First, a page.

Three were medical doctors from Russia, one surgeon from Afghanistan, two Ethiopians, one was a plant pathologist and the other was a business administrator, and I an agricultural economist. The advice given by the workshop organizer was that those who were in the medical field should apply to entry level position in hospitals and also learn English, while others had to do a career change to become teachers for the fact that they were bylingist. I had no choice but to apply paraprofessional job in Clarkston High School where were large number of refugees students. I was hired because there were needs for bilingual person to assist the teacher in interpretation and cultural diversity. The pay for that position was not enough to maintain my family expenses. It was inevitable that I had to prepare teaching license to be full teacher. Thus, I found University of West Georgia could offer me less tuition cost than others. I met the educational councilor who checked my University transcript and told me I had enough science subjects but lacked educational subjects. He listed eight educational subjects that were needed for teaching certification. I enrolled in evening classes from 4:00PM to 10:00PM and traveled one hour to reach the University. It was real test to my determination and zeal to get professional position with better pay.

Finally, I completed the courses which were under quarterly system in a year and half and was hired by Dekalb County School System as Science and ESL teacher in Freedom Middle School. The County is predominantly Afro-Americans and significant number of refugee population. Among the subjects I took, Child psychology was informative about the behavior of children below adolescence age. Because of their developmental stage, they were active, restless, easily upset, and sensitive to criticism. With these behaviors in mind, I avoided anything that might upset them. For the first four years, I taught Earth Science in classes were majority students were Afro- Americans. They often asked me ignorant questions like whether in Africa  we live on top of trees . I was not amazed to hear such defaming statement from a child who watched Tarzan film. In answer to such question, I brought Video that showed South Africa and told them to watch how countries in Africa looked like America.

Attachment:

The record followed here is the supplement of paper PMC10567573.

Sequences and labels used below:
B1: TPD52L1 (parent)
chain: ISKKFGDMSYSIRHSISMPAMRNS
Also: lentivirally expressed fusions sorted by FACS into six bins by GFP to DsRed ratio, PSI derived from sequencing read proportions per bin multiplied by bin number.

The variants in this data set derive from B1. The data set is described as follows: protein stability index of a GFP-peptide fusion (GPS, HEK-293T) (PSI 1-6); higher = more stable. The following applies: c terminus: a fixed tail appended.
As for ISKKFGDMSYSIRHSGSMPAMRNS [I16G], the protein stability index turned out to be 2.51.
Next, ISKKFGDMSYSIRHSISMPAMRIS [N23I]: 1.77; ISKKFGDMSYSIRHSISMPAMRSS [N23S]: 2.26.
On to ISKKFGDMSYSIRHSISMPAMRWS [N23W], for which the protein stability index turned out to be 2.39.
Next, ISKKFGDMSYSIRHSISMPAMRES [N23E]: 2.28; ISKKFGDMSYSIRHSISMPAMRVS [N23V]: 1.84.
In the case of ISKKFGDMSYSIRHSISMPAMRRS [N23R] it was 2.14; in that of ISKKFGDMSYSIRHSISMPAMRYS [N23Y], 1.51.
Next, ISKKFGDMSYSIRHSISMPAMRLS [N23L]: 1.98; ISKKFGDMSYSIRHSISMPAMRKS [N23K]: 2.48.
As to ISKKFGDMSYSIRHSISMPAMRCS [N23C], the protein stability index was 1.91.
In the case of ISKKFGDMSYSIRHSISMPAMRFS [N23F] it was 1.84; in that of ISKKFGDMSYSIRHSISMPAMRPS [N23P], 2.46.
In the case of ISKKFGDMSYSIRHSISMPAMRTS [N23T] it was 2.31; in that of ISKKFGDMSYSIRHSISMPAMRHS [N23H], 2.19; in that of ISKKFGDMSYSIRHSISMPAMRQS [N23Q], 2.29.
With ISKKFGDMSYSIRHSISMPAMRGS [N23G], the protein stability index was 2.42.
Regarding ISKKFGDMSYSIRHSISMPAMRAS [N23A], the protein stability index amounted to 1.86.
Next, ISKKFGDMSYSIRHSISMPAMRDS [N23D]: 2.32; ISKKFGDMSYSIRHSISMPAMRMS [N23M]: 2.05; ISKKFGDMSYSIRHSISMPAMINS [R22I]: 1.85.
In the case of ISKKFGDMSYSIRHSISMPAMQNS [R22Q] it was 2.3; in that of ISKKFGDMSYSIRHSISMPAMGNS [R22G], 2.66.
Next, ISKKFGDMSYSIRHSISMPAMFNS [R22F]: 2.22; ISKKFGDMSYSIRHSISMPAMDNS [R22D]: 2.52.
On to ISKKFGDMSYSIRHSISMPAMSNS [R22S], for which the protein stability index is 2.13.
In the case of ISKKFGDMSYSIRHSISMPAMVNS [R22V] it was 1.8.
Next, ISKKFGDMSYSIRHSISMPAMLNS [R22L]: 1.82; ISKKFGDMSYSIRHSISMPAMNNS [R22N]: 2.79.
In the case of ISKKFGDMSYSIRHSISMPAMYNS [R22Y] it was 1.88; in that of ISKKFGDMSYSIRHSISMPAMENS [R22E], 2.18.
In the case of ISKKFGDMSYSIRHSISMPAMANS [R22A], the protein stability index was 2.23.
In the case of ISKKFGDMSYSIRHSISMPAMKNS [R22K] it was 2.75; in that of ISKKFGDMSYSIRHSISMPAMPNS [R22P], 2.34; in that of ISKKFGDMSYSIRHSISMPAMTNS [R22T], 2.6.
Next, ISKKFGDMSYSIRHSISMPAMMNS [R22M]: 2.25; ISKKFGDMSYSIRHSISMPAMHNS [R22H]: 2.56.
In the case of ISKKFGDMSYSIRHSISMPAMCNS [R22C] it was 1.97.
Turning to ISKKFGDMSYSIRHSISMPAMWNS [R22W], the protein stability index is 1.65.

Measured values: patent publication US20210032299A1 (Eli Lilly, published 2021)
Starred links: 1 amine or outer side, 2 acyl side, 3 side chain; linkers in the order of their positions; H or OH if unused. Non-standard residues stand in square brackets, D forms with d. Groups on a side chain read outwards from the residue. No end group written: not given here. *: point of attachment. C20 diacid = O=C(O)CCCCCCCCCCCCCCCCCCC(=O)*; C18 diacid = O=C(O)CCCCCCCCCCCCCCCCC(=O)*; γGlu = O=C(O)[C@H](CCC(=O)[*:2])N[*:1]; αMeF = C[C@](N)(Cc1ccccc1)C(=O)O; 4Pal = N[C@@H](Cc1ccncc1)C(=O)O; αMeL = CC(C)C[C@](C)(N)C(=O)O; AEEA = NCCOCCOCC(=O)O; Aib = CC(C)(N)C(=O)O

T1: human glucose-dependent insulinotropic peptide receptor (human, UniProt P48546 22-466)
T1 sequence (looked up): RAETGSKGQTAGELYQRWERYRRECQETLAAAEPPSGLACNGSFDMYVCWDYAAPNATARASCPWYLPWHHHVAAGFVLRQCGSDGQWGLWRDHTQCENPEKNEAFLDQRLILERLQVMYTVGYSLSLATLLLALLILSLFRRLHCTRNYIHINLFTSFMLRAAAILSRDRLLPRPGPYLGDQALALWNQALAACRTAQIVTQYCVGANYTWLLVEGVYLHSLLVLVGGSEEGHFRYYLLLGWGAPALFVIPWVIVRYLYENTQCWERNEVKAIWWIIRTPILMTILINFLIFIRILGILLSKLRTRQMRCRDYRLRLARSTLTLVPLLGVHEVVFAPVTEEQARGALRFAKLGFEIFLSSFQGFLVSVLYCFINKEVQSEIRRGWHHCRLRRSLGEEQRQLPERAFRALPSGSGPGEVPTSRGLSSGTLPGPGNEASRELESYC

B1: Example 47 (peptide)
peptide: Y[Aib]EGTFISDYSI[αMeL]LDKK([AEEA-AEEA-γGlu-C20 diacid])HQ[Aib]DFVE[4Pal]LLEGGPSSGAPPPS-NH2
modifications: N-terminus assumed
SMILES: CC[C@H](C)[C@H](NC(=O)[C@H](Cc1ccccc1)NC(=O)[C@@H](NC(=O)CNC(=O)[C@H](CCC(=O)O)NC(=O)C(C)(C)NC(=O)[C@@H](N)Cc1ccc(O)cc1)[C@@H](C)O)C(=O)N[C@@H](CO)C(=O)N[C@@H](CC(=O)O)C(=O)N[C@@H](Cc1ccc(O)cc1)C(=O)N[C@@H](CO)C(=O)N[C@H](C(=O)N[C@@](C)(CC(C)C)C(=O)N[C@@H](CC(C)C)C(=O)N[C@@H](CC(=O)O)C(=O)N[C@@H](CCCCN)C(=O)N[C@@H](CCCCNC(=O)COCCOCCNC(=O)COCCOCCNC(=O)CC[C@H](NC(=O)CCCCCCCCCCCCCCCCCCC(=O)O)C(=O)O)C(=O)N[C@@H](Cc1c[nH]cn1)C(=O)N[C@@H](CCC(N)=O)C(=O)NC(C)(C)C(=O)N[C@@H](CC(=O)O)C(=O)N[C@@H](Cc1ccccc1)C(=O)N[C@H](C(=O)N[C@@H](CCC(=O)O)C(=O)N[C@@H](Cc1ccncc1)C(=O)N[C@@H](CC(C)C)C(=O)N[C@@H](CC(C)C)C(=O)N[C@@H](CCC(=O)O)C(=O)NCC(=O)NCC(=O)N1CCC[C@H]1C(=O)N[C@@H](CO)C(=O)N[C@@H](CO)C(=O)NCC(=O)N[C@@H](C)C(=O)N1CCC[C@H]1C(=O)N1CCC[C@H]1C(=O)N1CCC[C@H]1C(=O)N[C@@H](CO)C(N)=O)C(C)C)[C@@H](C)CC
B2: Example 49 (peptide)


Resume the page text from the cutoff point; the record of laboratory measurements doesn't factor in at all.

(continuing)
At times it was not easy to capture the attention of the students because of few disruptive students in the class. In a class of 25 students there were always one or two who had no motivation for learning. Such behavior was a test to the teacher in insuring fairly good management in the class. There were students who volunteered to help students with low performance. I avoided any actions that lower their self-esteem even if they were disruptive in the class. I introduced bonus points for those who showed good behavior. Contacting parents for kids of low performance or disruptive behavior was common practice. Some parents didn’t accept their kid’s failure. As a teacher, you had to show written record showing the number of days the student didn’t turn HW, his grades in tests and number of times the teacher contacted the parent for the low performance of their kids. Furthermore, in the absence of such records, the School Administration could not defend the teacher once they received parent’s complaint. At times, teachers faced irreconcilable dilemma between unsupportive Administration and a parent who could not fathom the failure of his/ her kid. Being bilingual, I was advised by the Principle of the School to take three subjects that would qualify me to teach ESL students. The three subjects were: Cultural Diversity, Reading and Writing. After I took the three subjects, I got teaching certification for ESL classes. Students were from Somalia, South Sudan, Iraqi and Vietnamese. Students mostly came from war-torn countries. Some were traumatized because of the war. One had to be careful in dealing with a kid who was in a state of cultural shock. I was confronted with kids who came to school first time and when parent handed over to me they started crying. When I said welcome in Somali or Arabic, I saw smile on their faces. Then, I assigned a seat to him/her next to students from their countries to get senses of belonging to the class. Students learned intensive English language in International Center in the first three hours of the day and after that came to their assigned classes.